One weird consequence of being more honest and direct that the average person in your culture is that people accuse you of dishonesty. It’s like “you were being unreasonable in not telling me the usual lies that I was expecting”.
Archive for the ‘Communication’ Category
Autistics are usually characterised as having a weak “theory of mind”. But when it comes to writing instructions and guidance I’ve found that autistics are much much better at being able to imagine themselves into the position of the target audience, think in a careful way about what needs to be said, diagnose what assumptions are missing, and work out how set things out in a step-by step way.
By contrast, neurotypical people write guidance that is full of missed assumptions and absent steps, and then blame the target audience for being thick or ignorant when they fail to follow the shoddily written guidance.
Occasionally, I hear the opinion that topical TV panel shows such as Have I Got News for You and Mock the Week are “scripted”. Clearly, this is meant pejoratively, not merely descriptively. A scripted programme would not presenting itself to us honestly.
I don’t believe this (I have seen a couple of recordings of similar shows, and there isn’t any evidence of word-by-word scripting to my eye), but equally they aren’t simply a handful of people going into a studio for half-an-hour and chatting off the top of their head. My best guess for what is happening is a mixture of genuinely off-the-cuff chat, lines prepared in advance by the performers themselves, lines suggested by programme associates, material workshopped briefly before the performance, and some pre-agreed topics so that performers can work in material that they use in their live performances. All this, of course, topped by the fact that a lot of material is recorded, and the final programme is a selective edit of this material.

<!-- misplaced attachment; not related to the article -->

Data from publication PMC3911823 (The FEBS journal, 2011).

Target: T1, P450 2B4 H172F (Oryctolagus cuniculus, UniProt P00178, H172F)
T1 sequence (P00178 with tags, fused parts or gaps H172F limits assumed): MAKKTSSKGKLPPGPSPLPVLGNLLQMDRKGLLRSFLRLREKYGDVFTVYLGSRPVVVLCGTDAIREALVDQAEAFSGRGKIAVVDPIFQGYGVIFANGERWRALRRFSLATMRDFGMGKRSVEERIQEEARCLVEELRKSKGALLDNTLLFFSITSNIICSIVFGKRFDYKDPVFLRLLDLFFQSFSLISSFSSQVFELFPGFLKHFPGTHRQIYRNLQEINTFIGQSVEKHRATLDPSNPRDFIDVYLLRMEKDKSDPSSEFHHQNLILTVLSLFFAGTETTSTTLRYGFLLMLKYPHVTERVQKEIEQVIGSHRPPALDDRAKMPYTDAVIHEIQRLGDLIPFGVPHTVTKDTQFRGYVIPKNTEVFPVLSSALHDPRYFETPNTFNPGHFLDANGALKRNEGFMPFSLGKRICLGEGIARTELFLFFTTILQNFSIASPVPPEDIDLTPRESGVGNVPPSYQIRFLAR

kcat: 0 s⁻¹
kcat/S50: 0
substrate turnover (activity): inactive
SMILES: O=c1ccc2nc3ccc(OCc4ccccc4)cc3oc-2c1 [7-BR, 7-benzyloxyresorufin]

But, if it were to be scripted from end-to-end, and the performers essentially actors reading off an autocue, why would that be a problem? Like Pierre Menard’s version of Don Quixote, we wouldn’t know the difference. Why would knowledge that these programmes were scripted actually make them less funny? That is, that knowledge would make us laugh less at them—this isn’t just some contextual information, where we would still find it just as funny, but feel slightly cheated that it wasn’t as spontaneous as we are led to believe. We would, I would imagine, actually find it less funny.
There’s something about the human connection here. Even though we don’t know the performers personally, there is still some idea of it being “contextually funny”. Perhaps in some odd way it is “funny enough” to be funny if we believe it to be spontaneous, but not funny enough if we believe it to be scripted. Perhaps we are admiring the skill of being able to come up with the lines “on the fly”—but admiration doesn’t usually cash out in laughter. Somehow, it seems to do with the human connection that we have with these people. We find it genuinely funny because of the context.